Whitetrash provides a user-friendly and sysadmin-friendly proxy that makes it significantly harder for malware to use HTTP and SSL for:
- initial compromise;
- data exfiltration; and
- command and control.
The last commit made on whitetrash was in October 2010, and I haven't found any spare time to work on it since then. Since I no longer run whitetrash or maintain it, I'm now (May 2014) declaring the project abandoned. The code and website will remain available as is. I have received some email from people interested in forking the project, if that happens I'll post a link here.
The operation of whitetrash is best demonstrated by the flash demo and screenshots.
- Provides whitelisting for HTTP and SSL that is good for both users and sysadmins, but defends against malware and browser exploits, including some classes of 0-days.
- New in 1.0: Integration with the Google Safebrowsing API, so that urls are checked against the Google malware and phishing blacklists. Blacklisted domains cannot be whitelisted by normal users.
- New in 1.0: Improved authentication using the Django web framework. Adding new authentication methods is simple. LDAP support means user passwords and permissions can be centrally managed, with simple integration with Windows domain controllers and OpenLDAP servers.
- New in 1.0: Authentication can be disabled, which when used in conjunction with the CAPTCHA system, provides most of the security benefits without the overhead of user management.
- New in 1.0: A CAPTCHA system has been implemented to prevent malware adding itself to the whitelist. CAPTCHA can be enabled for HTTP, SSL, or both.
- New in 1.0: A Django-based admin interface that allows admins to manage users and whitelist entries.
- New in 1.0: Memcached support to reduce the load on the database and allow for scaling to very large enterprises. Memcached is used by sites such as slashdot, livejournal, and sourceforge.
- New in 1.0: SSL certificate generation. Improvements to the firefox security model have rendered the previous approach to displaying the whitetrash form for SSL requests unusable. Whitetrash now creates its own certificate authority, which is used to display the form for new SSL domains. SSL sessions to whitelisted domains are simply proxied.
- New in 1.0: Learning mode. Whitetrash can be placed in a learning mode where all domains requested are added to the whitelist. Once the list has been reviewed, whitelisting by users can begin with a baseline of popular domains pre-whitelisted.
- New in 1.0: A firefox plugin has been developed, similar in style to the noscript plugin, that gives users the ability to quickly whitelist domains. This is useful for page elements that do not display the whitetrash form, such as images and video provided by content-delivery-network domains.
- Reports are available to all whitetrash users, including:
- Details of the most popular whitelisted domains
- Details of the most-requested but not whitelisted domains. These are typically malware, spyware, advertising, and user-tracking domains.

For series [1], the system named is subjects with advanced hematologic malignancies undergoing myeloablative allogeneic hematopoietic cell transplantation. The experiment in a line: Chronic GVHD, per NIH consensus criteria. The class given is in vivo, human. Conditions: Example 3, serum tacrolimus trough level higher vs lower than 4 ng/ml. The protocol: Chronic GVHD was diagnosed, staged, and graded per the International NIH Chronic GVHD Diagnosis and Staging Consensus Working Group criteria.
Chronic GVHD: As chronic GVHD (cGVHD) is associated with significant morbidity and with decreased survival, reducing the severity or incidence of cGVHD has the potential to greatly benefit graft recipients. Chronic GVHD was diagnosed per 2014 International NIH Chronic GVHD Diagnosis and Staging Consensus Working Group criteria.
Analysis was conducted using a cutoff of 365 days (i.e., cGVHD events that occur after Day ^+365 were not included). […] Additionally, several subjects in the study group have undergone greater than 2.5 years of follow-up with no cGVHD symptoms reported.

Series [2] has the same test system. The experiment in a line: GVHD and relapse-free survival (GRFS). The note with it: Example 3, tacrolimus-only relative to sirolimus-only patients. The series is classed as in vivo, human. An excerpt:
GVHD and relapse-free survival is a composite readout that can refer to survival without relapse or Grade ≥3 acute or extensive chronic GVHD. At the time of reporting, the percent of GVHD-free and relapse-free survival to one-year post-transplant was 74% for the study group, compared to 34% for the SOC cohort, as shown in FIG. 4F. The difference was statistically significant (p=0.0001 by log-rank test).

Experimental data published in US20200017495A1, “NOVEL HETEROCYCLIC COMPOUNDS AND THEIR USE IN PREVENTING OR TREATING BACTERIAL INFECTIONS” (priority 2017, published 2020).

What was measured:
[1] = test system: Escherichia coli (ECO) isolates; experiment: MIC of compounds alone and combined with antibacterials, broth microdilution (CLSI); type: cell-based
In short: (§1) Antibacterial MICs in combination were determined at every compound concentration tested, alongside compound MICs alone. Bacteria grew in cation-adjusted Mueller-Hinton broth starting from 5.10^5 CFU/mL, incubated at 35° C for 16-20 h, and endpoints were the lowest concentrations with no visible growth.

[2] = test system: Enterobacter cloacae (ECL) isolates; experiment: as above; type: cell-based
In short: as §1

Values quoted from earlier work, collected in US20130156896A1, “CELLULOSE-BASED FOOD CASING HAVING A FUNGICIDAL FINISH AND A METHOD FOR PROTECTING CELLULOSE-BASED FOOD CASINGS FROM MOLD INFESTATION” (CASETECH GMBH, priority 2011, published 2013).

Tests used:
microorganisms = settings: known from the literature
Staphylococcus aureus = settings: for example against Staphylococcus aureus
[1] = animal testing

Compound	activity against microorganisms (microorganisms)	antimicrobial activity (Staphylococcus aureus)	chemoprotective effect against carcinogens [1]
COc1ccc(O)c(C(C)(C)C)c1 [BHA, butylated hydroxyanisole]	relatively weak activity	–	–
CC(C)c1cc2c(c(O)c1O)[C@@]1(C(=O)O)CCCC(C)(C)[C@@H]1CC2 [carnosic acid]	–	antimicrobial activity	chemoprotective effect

- Fast: no noticeable impact on users browsing urls already in the whitelist, and adding a new URL is very quick.
- Secure: As this is a security product, great care has been taken to ensure that the whitelist cannot be easily circumvented or exploited.
- Users can delete their own whitelist entries (optional). Admins can delete any whitelist entry.
Whitetrash implements a whitelisted web proxy as a Squid plugin.
What Is Whitelisting?
Generally whitelisting is defined as having a default deny policy, and only allowing specific types of objects/packets/requests/strings/accounts - those that are known to be 'good'. Blacklisting is the opposite of this process where all types of objects/packets/requests/strings/accounts etc. are allowed by default, and only specific 'bad' entities on the blacklist are denied.
Whitetrash whitelists web traffic at the domain level, and is a powerful technique to eliminate (or at least make difficult) communications for a lot of malware.
How Does That Help?
Whitelisting is a technique that makes it difficult for malware to use HTTP and SSL.
Consider the following common scenario: malware is delivered to the user in the form of a word processor document attached to an email. The user opens the document, and the malware executes. The malware's next actions are usually to use HTTP to download tools, beacon back to the attacker, or exfiltrate data. With a whitelist in place, all of these actions will be blocked because the attacker's domain is not in the whitelist.
The whitelist also provides good protection against browser exploits, which often employ cross-site scripting or other techniques to present a legitimate looking web-page while downloading content from the attacker's website. The ghost in the browser paper told us malware is almost always downloaded from a different domain to the one visited by the user. With a whitelist in place, the download from the attacker's domain will be blocked.
A sophisticated attacker will often use different domains for exploitation, command/control, and data exfiltration. A whitelist will block all of these additional domains.
Work on the next release is underway. On the roadmap:
- Moving to version 2 of Google's safebrowsing API.
- Moving from memcached to Redis.
- Improving the wildcard logic and adding increased flexibility: global settings for wildcarding one, all or 0 domain labels in each domain (e.g. *.sf.net, **.sf.net, or sf.net), or allowing users to choose with a new form element.
- Adding an approvals workflow - a number of users have requested a submission/approval mechanism for new domains.
- Refactoring the squid url rewriter to simplify and improve test coverage.
See the FAQ
or send me an email.
Get The Code
svn co https://whitetrash.svn.sourceforge.net/svnroot/whitetrash/trunk whitetrash